Barbara Benson

Barbara Benson has been a Kindergarten teacher, special education teacher, Peace Corps Volunteer, English teacher in Gabon, Central Africa, preschool and daycare teacher, and an educational program specialist. She received her bachelor’s degree from the University of Maryland, her master’s degree from West Virginia University and her Doctorate of Education from the University of Georgia. She was awarded the Outstanding Graduate Advisor Award in 2009 from Piedmont College, the Vulcan Teaching Excellence Award in 2003, and most recently the 2019 Age Well Live Well Award from the Athens Community Council on Aging.

How did you find yourself in Athens?

I grew up in Columbia, Maryland. I ended up going into the Peace Corps when I was 25 and that took me to Central Africa. When I came out of the Peace Corps I started teaching. I started in West Virginia and then moved down to Athens to teach. I initially came for a boyfriend, and while that didn’t work out, I fell in love with Athens and it’s now my home.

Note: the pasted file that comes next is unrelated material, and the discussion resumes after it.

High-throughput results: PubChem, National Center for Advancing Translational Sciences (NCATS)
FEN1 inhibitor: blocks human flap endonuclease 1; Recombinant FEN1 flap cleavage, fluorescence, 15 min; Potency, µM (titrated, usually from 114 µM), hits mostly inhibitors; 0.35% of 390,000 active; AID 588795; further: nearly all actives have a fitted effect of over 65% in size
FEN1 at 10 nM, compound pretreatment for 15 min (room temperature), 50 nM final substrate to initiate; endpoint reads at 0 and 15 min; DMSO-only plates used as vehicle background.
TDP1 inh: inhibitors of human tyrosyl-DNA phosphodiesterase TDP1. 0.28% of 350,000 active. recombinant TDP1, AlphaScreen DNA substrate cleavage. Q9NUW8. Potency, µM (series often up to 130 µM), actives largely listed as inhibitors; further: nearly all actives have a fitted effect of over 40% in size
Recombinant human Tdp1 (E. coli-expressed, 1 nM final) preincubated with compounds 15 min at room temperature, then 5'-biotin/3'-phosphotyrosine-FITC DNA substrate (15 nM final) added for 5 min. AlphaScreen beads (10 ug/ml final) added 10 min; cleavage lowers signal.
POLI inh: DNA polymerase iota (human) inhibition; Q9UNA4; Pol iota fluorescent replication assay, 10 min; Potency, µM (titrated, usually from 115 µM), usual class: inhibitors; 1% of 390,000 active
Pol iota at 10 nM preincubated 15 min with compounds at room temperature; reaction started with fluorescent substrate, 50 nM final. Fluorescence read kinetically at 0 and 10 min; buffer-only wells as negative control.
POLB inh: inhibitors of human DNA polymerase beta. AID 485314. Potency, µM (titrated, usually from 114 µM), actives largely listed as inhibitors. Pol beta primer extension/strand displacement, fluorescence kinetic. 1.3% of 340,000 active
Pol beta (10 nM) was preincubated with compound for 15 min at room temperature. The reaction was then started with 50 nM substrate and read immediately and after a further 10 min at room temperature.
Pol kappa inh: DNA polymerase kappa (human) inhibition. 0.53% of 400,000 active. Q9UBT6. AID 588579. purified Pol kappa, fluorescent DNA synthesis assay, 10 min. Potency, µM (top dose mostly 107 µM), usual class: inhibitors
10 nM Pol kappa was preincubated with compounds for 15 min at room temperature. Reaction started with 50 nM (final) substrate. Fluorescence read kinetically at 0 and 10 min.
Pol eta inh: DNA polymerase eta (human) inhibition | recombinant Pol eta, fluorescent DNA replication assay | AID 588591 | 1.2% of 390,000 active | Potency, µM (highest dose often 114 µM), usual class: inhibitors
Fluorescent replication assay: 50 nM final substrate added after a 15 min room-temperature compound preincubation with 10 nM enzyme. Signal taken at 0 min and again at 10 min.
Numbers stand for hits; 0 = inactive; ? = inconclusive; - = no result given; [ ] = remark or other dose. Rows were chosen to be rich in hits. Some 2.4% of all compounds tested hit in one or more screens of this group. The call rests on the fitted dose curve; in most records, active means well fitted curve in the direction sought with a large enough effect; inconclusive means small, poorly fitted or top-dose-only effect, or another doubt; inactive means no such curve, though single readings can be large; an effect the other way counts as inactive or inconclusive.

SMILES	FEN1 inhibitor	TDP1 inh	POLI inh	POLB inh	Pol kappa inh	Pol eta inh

Tell us about your experience with the Peace Corps:

It was really life changing. I was an English teacher teaching to French-speaking students. It was their first exposure to English. It took me a good year to become fluent in French. Since it’s a French speaking country, not many individuals speak English except for maybe in the capitol city. I struggled my first year. I’ll never forget when I finally perfected it. One of my colleagues I taught with said, “Oh Barbara, you’re French is so beautiful now.” Before I was tongue twisted and there was a lot of gesturing. There was another Peace Corps volunteer in the same town that would often translate for me. It felt so good to not have to rely on someone and be able to express myself. It was a wonderful experience.